The Great View-Through Debate

Although behavioral marketing is about niche targeting, behavioral targeting networks blanket the Internet in an effort to aggregate enough audience volume to effectively communicate with the finely defined segments or profiles advertisers require. The networks will gladly crow about their reach. They frequently cooperate with each other to extend their reach and make sure they can deliver for advertisers.

Whether the actual number is 85 or 95 percent reach, if you work with multiple large behavioral targeting networks, you can reach most of the Internet audience. Not all of the Internet will match your specific campaign criteria, but if you’ve applied sufficient budget, subject to competitive constraints, most of the people who match your criteria will be included within your ad-served population.

Hooray! You’ve just served targeted ads to a custom-designed population and, assuming you have a big enough budget and your competitors haven’t tied up the appropriate inventory, you can be pretty sure you’re hitting most of the people who fit the bill.

Chances are, however, you aren’t doing behavioral targeting or even online media in isolation, so we will need to appropriately attribute credit for that program and will likely be using some version of third-party ad tracking to do that. Campaign results could be measured by a variety of conversions, but to keep things simple let’s call them sales.

Clicks Are Easy

A profiled audience member is served an ad, clicks on an ad, and completes a sale. Click sales may be easy to track and understand, but they’re also rare. If broad consumer CTRs (define) hover at less than 0.25 percent and you apply site conversion rates once a user gets to the site, you see how the click sale numbers quickly diminish. With a 0.25 percent CTR and a generous 10 percent conversion rate, you’re translating just 0.025 of your ad-served population into a click sale. That’s slim pickings to justify a campaign’s costs, so why are advertisers still flocking to behavioral targeting?

View-through sales.

If only 0.25 percent of the ad-served population are clicking on your ads, 99.75 percent aren’t clicking — but they still may be converting or buying. Anonymous cookies track sales and other conversions to ad exposures during a defined period, even if users never clicked an ad. This allows advertisers to better understand the ad exposure’s value.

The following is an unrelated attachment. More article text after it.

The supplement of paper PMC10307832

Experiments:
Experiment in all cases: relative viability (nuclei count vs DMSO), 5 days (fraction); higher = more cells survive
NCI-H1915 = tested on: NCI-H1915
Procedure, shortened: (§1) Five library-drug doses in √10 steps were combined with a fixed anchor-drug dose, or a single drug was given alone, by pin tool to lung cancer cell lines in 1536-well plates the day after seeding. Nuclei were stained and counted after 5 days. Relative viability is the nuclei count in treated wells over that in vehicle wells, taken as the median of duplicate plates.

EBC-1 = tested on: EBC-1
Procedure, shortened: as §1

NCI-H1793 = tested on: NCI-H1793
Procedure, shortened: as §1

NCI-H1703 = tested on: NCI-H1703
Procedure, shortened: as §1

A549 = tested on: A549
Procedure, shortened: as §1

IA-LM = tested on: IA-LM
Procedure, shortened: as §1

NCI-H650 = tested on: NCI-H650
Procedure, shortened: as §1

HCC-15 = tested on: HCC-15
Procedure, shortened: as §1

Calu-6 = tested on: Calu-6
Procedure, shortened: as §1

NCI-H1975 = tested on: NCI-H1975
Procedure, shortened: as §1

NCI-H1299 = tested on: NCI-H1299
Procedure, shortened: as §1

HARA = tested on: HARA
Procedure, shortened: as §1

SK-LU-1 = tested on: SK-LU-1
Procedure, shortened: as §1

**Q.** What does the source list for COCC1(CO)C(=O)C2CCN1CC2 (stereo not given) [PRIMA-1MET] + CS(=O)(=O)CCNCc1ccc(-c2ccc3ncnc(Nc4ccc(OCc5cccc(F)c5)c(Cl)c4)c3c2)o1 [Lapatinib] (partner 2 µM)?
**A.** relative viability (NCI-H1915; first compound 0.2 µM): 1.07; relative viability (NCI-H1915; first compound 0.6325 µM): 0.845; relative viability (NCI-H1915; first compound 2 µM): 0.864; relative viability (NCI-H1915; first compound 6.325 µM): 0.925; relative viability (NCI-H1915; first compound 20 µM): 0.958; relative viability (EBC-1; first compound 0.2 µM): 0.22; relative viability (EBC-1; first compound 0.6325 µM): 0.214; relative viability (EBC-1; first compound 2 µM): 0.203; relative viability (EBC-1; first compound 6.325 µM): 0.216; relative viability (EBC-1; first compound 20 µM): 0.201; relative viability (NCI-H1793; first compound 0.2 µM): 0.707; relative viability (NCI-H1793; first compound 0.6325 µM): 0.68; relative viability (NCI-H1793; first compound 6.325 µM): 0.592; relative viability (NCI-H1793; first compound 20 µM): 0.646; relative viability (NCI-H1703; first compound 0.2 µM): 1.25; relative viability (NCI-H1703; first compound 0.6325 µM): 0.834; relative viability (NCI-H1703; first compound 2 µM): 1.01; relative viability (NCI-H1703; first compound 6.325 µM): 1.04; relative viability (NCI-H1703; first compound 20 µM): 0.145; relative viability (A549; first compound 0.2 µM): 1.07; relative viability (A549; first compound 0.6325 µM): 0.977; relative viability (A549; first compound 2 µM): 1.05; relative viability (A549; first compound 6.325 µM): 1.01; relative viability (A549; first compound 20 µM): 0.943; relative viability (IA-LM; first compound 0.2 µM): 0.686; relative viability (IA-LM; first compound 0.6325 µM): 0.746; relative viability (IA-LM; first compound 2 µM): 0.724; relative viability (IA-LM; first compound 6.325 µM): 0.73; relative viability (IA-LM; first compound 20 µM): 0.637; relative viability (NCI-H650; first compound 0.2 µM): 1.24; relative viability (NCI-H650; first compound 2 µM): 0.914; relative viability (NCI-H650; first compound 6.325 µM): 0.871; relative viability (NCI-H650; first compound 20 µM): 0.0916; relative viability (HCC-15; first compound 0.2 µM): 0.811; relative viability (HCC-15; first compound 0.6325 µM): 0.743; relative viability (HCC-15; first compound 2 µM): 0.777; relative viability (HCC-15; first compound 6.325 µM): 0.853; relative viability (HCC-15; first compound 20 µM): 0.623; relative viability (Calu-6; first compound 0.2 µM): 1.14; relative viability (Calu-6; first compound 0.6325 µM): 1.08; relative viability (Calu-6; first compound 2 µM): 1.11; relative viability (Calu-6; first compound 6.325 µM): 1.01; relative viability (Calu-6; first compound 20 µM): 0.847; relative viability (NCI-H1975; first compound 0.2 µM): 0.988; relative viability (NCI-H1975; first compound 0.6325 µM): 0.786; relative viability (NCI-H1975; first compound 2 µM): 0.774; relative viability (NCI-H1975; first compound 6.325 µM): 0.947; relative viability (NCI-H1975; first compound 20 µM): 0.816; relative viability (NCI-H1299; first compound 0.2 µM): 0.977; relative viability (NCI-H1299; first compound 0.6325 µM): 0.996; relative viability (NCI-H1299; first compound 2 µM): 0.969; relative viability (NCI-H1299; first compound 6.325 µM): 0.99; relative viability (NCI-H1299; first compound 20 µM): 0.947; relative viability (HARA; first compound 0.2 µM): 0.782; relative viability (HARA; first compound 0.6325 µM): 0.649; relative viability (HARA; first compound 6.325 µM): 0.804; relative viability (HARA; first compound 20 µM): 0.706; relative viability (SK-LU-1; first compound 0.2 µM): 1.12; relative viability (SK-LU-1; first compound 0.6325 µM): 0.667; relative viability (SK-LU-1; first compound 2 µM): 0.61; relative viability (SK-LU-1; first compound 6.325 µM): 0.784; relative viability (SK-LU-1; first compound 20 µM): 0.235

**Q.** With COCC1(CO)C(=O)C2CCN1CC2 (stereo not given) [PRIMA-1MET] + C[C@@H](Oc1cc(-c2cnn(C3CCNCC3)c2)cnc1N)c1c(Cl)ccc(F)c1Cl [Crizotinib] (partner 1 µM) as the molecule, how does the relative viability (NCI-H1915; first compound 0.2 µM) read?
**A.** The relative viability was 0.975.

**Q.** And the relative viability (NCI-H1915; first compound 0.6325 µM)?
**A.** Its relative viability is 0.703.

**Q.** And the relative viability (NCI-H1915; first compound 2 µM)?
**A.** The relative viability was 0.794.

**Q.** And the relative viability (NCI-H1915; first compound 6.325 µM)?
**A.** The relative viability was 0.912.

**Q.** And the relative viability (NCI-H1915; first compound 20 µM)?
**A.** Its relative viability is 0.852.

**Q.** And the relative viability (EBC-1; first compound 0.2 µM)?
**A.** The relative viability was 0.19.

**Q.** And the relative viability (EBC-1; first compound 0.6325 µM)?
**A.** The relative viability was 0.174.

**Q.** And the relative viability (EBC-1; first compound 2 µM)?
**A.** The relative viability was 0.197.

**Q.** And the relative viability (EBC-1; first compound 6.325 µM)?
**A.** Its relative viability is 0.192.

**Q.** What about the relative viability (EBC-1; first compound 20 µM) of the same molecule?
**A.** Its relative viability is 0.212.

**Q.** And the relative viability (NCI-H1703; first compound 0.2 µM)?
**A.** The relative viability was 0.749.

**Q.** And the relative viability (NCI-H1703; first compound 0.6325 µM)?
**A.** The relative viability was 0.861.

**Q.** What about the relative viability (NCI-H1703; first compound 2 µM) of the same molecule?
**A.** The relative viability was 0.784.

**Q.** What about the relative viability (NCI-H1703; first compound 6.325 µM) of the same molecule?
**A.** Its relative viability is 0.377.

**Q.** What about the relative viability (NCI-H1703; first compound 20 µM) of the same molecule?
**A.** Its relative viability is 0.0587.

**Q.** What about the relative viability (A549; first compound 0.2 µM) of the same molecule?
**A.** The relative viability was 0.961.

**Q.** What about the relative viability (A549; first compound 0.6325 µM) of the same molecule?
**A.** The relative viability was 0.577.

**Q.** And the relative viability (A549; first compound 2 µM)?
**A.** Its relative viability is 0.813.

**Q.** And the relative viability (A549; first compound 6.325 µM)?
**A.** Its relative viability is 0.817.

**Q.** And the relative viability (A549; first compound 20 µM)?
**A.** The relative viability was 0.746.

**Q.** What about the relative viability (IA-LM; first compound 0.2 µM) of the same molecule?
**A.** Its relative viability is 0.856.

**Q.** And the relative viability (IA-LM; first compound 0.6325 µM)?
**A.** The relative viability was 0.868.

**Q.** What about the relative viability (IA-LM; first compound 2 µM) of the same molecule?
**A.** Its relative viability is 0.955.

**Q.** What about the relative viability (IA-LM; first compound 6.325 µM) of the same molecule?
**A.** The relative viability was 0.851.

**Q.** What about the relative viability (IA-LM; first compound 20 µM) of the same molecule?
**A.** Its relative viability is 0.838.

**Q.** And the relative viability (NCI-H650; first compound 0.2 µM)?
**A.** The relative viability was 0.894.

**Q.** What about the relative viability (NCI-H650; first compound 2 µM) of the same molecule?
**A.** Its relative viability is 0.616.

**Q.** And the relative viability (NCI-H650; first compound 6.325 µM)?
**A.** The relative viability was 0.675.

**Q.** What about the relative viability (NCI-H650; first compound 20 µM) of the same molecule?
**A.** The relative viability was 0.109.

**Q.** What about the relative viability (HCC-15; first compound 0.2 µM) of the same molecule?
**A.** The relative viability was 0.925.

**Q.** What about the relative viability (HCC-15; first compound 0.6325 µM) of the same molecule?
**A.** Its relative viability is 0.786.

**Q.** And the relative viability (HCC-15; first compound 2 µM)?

People surf for content, not ads, but absorb ad information both knowingly and unknowingly. Companies like Dynamic Logic and InsightExpress have repeatedly proven the brand impact of ad exposures online. Likewise, view-through conversions are a testament to the closing power of ad exposures, even without the click.

Counting Is Hard

But if the networks blanket the Internet and you count view-through conversions from those network ad exposures, then theoretically the networks will get credit for most of your sales by virtue of sheer size. This has multiple implications. Bigger networks get more credit than smaller networks or individual sites. Other factors, including creative and messaging, that may be driving site visits or conversions can get lost in the noise. Double-counting plagues multichannel programs for many reasons, including parallel but separate tracking systems.

Double-counting media and search can be avoided through utilizing a third-party ad server to measure your results. This is a major benefit of using a third-party ad server like Atlas or DoubleClick to serve both your media and search programs. Though these results won’t match Web site analytics, they will help your programs perform better because the media programs won’t take credit for search conversions.

The Consumer Is in Control

In their consideration cycle, consumers tend to stop at a search engine last. Ads play into consumers’ conscious or unconscious choices. When people are ready to buy, however, chances are they’ll return to sites of interest by way of a search. This makes search conversion rates look fabulous because they occur much closer to purchase intent, but it discounts earlier exposures’ value. Double-counting occurs because search gets credit for the close and networks get credit for that same consumer when they touched her earlier in the consideration cycle. Both are important touchpoints that support the advertiser’s goals, but which program gets the sale credit?

Advertisers with extensive media programs tend to count view-through conversions fully because they are either the only audience touchpoint, or make up an overwhelming percentage of their spend. Others retroactively apply sophisticated site-side analytics across all their programs to try to attribute a contribution percentage to each channel and tactic and to eliminate the double-counting that often results from multiple tracking tools.

Whatever approach you take, it’s important to set guidelines so everyone understands how view-through conversions, often a significant proportion of sales, will be counted. Clear optimization depends on clear communication on this point.

An accurate measure of view-through contribution is in the eye of the beholder. No doubt, all those targeted exposures influence consumer behavior but the networks’ reach may lead to an overreaching share of conversion credit by assigning a view-through conversion to any user exposed to network ads. Something between 0 and 100 percent credit is appropriate, depending on the advertiser’s unique environmental, programmatic, and analytic profile. Each advertiser has to find its own answer.

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